|Publication number||US5579001 A|
|Application number||US 08/326,617|
|Publication date||26 Nov 1996|
|Filing date||20 Oct 1994|
|Priority date||20 Oct 1994|
|Also published as||DE69526900D1, DE69526900T2, EP0707867A2, EP0707867A3, EP0707867B1|
|Publication number||08326617, 326617, US 5579001 A, US 5579001A, US-A-5579001, US5579001 A, US5579001A|
|Inventors||Michael K. Dempsey, Mark S. Kotfila, Robert J. Snyder|
|Original Assignee||Hewlett-Packard Co.|
|Export Citation||BiBTeX, EndNote, RefMan|
|Patent Citations (14), Referenced by (215), Classifications (8), Legal Events (10)|
|External Links: USPTO, USPTO Assignment, Espacenet|
This invention relates to patient monitoring systems and more particularly to an ambulatory patient monitoring system that includes a backchannel to facilitate the collection and use of monitored information, particularly in a hospital or other institutional setting.
Hospitals and other medical care institutions provide differing levels of patient care so as to conserve resources, minimize the costs of patient care, and maximize patient outcomes (i.e., the condition or health of the patient). To achieve this, the attending staff will transfer a patient between different units in the hospital in accordance with the acuity of the patient's condition. For example, a high-acuity patient may be admitted to an intensive care unit (ICU) or critical care unit (CCU), then is transferred to an intermediate care unit, and so on to successively less-intensive care environments until the patient is released from the hospital. Such a paradigm of transitional medical care has been precipitated by the increasing costs of providing medical care, and the increasing acuity of the patients that receive such medical care. For example, the average acuity of the patients that are transferred to an intermediate care environment is now higher than in the past. More particularly, a patient that is transferred to an intermediate care unit is now likely to require a more intensive level of continuing care in comparison to the level of care required by such a patient in years past.
For the attending staff to successfully practice such medical care, the patient monitoring applied to each patient must be easily reconfigured according to the patient's condition, acuity, and location. However, the conventional patient monitoring system for a non-ambulatory patient typically employs a fixed, dedicated bedside monitor that is located and dedicated for use in a bedside-monitored environment. The bedside monitor is usually wall-mounted, configured for use at one bed, and hardwired to a particular hospital communications network. Such instruments are expensive, and thus typically are in short supply, and they are not easily reconfigured when the patient transfers between beds, rooms, or environments.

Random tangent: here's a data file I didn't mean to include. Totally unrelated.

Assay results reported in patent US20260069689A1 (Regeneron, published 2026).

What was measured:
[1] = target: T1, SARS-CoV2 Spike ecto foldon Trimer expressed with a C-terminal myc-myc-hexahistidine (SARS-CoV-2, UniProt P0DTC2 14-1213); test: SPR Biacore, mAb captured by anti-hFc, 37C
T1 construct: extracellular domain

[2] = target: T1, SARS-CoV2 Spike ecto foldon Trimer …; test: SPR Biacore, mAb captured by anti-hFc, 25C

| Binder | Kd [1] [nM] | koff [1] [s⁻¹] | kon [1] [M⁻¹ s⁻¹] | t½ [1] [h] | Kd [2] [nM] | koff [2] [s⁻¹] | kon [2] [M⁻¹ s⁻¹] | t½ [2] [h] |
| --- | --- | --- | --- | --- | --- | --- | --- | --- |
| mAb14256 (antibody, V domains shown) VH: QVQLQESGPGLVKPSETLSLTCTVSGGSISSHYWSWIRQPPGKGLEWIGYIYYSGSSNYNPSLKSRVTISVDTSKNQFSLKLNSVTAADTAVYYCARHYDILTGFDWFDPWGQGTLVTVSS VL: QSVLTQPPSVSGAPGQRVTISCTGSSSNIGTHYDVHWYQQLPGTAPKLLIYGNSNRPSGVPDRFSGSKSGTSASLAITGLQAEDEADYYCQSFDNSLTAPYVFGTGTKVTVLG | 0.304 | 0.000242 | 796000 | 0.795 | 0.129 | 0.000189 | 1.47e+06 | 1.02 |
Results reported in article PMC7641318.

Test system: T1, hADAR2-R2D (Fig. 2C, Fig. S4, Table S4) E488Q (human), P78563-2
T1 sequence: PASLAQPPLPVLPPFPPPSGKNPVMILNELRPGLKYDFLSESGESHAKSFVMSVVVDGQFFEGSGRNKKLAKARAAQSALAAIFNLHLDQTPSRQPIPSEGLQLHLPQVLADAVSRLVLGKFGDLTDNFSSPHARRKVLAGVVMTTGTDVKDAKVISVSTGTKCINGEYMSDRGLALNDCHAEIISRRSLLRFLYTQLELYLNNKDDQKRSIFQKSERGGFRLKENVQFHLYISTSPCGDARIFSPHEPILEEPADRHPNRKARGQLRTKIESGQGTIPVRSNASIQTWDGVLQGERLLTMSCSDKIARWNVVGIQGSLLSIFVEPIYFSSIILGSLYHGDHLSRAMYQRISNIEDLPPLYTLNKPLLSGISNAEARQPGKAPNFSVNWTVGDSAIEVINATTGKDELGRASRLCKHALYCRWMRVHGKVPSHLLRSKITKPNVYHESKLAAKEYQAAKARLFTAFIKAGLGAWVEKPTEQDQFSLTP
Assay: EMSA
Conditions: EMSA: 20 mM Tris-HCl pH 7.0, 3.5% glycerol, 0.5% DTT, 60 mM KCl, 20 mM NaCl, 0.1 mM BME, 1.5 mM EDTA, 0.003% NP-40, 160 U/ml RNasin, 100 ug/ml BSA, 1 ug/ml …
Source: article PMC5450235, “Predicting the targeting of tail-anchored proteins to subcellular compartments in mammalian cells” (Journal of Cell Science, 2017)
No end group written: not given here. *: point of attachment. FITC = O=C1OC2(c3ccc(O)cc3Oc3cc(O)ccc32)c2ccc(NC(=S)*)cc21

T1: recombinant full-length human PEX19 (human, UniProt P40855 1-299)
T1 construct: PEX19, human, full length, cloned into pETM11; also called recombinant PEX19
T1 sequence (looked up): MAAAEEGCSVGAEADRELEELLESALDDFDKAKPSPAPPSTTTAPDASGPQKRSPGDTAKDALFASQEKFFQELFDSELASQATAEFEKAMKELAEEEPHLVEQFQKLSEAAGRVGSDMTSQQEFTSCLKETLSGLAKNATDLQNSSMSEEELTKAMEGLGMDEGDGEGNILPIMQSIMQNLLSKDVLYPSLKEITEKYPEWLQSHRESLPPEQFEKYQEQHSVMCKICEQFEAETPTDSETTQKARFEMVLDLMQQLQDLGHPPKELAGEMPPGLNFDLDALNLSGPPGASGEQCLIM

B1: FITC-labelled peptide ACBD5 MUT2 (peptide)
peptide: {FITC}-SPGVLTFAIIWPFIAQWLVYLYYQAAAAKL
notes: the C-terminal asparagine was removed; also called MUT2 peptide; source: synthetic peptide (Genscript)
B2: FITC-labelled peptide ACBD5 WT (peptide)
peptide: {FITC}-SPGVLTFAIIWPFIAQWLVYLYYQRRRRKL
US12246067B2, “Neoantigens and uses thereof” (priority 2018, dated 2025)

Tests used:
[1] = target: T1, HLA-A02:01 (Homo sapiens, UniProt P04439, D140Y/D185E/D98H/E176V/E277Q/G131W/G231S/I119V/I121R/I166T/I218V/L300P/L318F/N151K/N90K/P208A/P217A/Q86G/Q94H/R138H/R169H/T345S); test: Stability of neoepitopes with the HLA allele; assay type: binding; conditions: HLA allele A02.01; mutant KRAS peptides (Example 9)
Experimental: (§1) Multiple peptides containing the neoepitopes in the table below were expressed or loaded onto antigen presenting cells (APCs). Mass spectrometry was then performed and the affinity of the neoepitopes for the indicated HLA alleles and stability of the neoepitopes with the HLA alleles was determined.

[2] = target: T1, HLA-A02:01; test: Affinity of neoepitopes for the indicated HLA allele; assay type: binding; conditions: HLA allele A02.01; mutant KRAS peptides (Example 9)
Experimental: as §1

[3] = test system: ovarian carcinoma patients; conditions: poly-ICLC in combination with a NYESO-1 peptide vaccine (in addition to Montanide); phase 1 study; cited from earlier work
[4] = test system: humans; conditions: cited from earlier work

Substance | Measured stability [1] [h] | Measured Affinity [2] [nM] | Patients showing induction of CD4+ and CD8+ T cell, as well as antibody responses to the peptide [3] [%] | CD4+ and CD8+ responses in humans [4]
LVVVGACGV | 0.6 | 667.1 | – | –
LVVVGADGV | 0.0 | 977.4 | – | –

An ambulatory patient may be assigned a telemetry transmitter that is worn by the patient such that telemetry data is transmitted to an array of telemetry antennas and receivers, which are connected to the hospital communications network. The conventional telemetry transmitter is designed to be worn by the patient so that the patient is free to move within the selected environment while still being monitored.
A return communications channel, described as a backchannel, can be useful in providing a communications link from a centrally-located transmitter to an appropriate receiver in the telemetry transmitter that is worn by the patient. However, the cost and complexity of installing and maintaining an effective backchannel communications system can be substantial, especially if the backchannel is intended to reach a telemetry transmitter located anywhere in the hospital. As a result, a hospital may lack a backchannel communications link, or if a backchannel communications link is present, it may be implemented in only a portion of the hospital. The foregoing may thus be seen to limit the versatility and usability of the patient monitoring system, especially in situations where the telemetry transmitter is the only monitoring device applied to the patient. These drawbacks make the conventional backchannel communication system less than effective in some hospitals, and especially so in hospitals that provide transitional care.